Stephen Hillenburg, the man behind popular Nickelodeon cartoon, SpongeBob SquarePants, has been diagnosed with rare neurodegenerative disease ALS.
The 55-year-old animator (pictured left) announced his diagnosis via a statement to Variety on Monday (March 13). In it, Hillenburg said that he will continue to work on the series for as long as he can.
“I wanted people to hear directly from me that I have been diagnosed with ALS,” the statement read. “Anyone who knows me knows that I will continue to work on ‘SpongeBob SquarePants’ and my other passions for as long as I am able. My family and I are grateful for the outpouring of love and support. We ask that our sincere request for privacy be honored during this time.”
Hillenburg, a former marine biology teacher, created the series about the seafaring sponge in 1999. The show started out as a regular in the Saturday morning cartoon lineup, but after generating buzz from kid and adult audiences alike, it soon made its way to prime time.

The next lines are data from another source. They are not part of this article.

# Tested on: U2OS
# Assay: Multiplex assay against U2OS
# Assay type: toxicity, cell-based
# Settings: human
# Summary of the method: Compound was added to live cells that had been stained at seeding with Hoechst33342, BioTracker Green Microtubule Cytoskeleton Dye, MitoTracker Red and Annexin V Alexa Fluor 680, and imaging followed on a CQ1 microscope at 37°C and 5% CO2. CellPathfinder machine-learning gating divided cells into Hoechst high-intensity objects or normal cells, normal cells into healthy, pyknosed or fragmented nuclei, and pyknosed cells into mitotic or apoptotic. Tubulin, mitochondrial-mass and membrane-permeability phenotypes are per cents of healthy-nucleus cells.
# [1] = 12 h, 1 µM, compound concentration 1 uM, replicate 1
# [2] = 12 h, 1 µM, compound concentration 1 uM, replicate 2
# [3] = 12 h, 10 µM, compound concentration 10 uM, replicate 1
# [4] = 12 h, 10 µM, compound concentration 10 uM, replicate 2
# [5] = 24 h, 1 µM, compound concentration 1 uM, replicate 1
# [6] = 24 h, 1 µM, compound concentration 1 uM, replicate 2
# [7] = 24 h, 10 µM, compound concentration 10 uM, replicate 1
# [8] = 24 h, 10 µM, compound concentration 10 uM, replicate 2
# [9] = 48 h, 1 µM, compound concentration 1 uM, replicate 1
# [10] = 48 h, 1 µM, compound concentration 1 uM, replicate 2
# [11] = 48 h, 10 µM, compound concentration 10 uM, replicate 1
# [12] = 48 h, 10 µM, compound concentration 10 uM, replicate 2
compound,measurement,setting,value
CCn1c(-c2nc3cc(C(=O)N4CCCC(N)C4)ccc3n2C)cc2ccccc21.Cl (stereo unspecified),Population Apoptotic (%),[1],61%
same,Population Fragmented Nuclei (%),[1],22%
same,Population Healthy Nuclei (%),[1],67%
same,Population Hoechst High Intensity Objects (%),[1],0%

In 2004, Hillenburg directed the franchise’s first feature film, The SpongeBob SquarePants Movie, and went on to co-write and executive produce the 2015 sequel, The SpongeBob Movie: Sponge Out of Water. The series and its characters have become fan favorites, and last March, Nickelodeon renewed the show for a both a 10th and 11th season.
Following Hillenburg’s announcement, Nickelodeon shared their support for their longtime collaborator.
“Steve Hillenburg is a brilliant creator who brings joy to millions of fans,” the company said in an official statement. “Our thoughts and support are with Steve and his family during this difficult time. Out of respect for their wishes for privacy, we will have no further comment.”
ALS (Amyotrophic lateral sclerosis), also known as Lou Gehrig’s disease, is a terminal illness, which affects the nerve cells that control muscles. As the disease progresses, the motor neurons that connect the brain to voluntary muscles in the body degenerate, resulting in a loss of mobility, loss of speech, and eventually the ability to breathe. There is no known effective treatment for the disease.
In 2014 an online campaign called the “ALS Ice Bucket Challenge” was started to bring awareness and raise donations to fund research for the disease. The challenge took social media by storm, with many celebrities and notable public figures joining the cause. Last year, The New York Times reported that over $115 million was raised for the A.L.S. Association by supporters, with $77 million, or 67 percent, going towards research initiatives. ~Ashleen Grange